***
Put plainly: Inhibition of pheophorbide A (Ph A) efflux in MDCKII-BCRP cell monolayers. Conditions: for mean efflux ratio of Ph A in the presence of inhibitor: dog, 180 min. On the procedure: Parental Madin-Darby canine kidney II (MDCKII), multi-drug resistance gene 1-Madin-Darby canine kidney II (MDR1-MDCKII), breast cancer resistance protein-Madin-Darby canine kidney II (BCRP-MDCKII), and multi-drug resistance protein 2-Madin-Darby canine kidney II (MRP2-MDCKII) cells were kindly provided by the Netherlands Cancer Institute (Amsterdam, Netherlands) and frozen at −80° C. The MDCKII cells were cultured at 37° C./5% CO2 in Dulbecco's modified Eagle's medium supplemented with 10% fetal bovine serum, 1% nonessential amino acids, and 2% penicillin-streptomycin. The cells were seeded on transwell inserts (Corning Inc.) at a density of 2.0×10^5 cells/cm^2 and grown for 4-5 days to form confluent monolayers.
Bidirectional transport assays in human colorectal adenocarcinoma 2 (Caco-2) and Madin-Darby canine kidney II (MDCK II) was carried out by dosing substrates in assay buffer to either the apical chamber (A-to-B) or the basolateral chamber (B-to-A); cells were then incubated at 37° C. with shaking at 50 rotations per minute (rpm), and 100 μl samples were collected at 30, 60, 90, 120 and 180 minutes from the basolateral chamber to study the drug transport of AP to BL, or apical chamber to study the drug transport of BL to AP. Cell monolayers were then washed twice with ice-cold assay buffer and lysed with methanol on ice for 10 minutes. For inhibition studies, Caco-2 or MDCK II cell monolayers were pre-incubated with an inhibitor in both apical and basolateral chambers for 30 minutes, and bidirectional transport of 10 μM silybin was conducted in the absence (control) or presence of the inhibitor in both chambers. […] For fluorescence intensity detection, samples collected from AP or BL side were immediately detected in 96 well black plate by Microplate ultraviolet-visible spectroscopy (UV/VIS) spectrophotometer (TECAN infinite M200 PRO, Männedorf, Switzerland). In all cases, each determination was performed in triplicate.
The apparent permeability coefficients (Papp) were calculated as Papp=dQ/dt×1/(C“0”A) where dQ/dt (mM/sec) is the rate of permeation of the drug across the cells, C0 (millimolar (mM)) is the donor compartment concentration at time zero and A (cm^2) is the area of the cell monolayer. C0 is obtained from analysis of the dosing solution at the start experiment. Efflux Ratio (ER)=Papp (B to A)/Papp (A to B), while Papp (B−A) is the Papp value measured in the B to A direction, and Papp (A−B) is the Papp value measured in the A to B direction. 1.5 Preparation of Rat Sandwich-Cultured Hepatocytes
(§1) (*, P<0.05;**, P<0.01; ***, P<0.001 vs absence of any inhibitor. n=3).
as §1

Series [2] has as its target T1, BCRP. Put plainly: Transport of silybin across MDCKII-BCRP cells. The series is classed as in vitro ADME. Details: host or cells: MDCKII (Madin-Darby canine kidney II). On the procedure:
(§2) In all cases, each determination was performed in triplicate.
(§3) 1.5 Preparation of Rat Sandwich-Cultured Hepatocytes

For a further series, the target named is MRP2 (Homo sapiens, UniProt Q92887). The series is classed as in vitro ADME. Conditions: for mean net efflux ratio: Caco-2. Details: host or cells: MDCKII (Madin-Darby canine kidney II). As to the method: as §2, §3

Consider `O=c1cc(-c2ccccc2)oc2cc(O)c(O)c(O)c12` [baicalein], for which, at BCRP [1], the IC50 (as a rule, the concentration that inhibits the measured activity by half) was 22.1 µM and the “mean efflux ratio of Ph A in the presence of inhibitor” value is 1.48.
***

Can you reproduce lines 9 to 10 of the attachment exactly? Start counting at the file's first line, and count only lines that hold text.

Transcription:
For a further series, the target named is MRP2 (Homo sapiens, UniProt Q92887). The series is classed as in vitro ADME. Conditions: for mean net efflux ratio: Caco-2. Details: host or cells: MDCKII (Madin-Darby canine kidney II). As to the method: as §2, §3

Consider `O=c1cc(-c2ccccc2)oc2cc(O)c(O)c(O)c12` [baicalein], for which, at BCRP [1], the IC50 (as a rule, the concentration that inhibits the measured activity by half) was 22.1 µM and the “mean efflux ratio of Ph A in the presence of inhibitor” value is 1.48.